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Endangered Republicans take a risk supporting Trump after guilty verdict, while vulnerable Democrats stay cautious

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Former President Donald Trump’s conviction has put vulnerable Republicans in a tough spot as they try to navigate their support for the former President while also trying to hold onto their narrow majority in the House. Many vulnerable Republicans in swing districts are standing behind Trump, echoing his claims of being unfairly persecuted and aligning themselves with his base. They are betting that swing voters won’t punish them for backing a convicted felon. However, senior Republicans are cautious about going too far in embracing Trump’s legal troubles, as they try to focus on important issues like the economy, open borders, and crime in the upcoming election.

House Democratic leaders are pleased with vulnerable Republicans defending Trump after the guilty verdict, seeing it as an opportunity to highlight character concerns and campaign on issues like prescription drug prices and abortion. Meanwhile, vulnerable incumbent Democrats are taking a different approach, saying little about the verdict as they try to court Trump voters in red and purple states. Some GOP candidates are attacking Democrats over the conviction, while vulnerable Democrats are staying neutral and focusing on legal processes and letting voters decide in November.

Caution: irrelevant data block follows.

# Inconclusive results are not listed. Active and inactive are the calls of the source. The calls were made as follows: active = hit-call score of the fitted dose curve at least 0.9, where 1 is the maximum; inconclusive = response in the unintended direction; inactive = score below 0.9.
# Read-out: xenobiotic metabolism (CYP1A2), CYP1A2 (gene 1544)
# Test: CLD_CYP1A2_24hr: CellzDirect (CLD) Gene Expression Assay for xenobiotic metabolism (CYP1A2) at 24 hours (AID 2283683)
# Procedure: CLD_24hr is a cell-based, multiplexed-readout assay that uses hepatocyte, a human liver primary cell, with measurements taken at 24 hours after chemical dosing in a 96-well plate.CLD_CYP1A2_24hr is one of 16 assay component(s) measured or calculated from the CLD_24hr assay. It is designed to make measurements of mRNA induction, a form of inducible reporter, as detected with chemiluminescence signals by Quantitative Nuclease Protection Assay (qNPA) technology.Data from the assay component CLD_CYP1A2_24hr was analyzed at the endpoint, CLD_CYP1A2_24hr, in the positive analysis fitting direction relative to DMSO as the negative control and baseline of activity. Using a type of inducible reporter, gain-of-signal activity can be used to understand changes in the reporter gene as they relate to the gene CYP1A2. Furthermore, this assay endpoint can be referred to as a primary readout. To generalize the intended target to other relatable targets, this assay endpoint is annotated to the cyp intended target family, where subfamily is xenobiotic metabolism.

In the wake of Trump’s conviction, Republicans have proposed various actions, including defunding federal and state prosecutions targeting Trump, threatening a government shutdown, and even considering a longshot impeachment of President Biden. Some Republicans are worried that these actions could distract from important issues like the economy and border policies, which are key drivers for voters in the upcoming election. Right-wing members of the party, however, are fully supporting Trump and are pushing for aggressive retaliation against his political enemies.

Overall, the divide between vulnerable Republicans and Democrats on how to handle Trump’s conviction highlights the challenges both parties face as they head into the midterm elections. Republicans must balance their support for Trump with a focus on critical issues, while Democrats are trying to walk a fine line in red and purple states to appeal to a broader range of voters. The fallout from Trump’s conviction is reshaping the political landscape, and both parties are strategizing on how to best position themselves for success in November.

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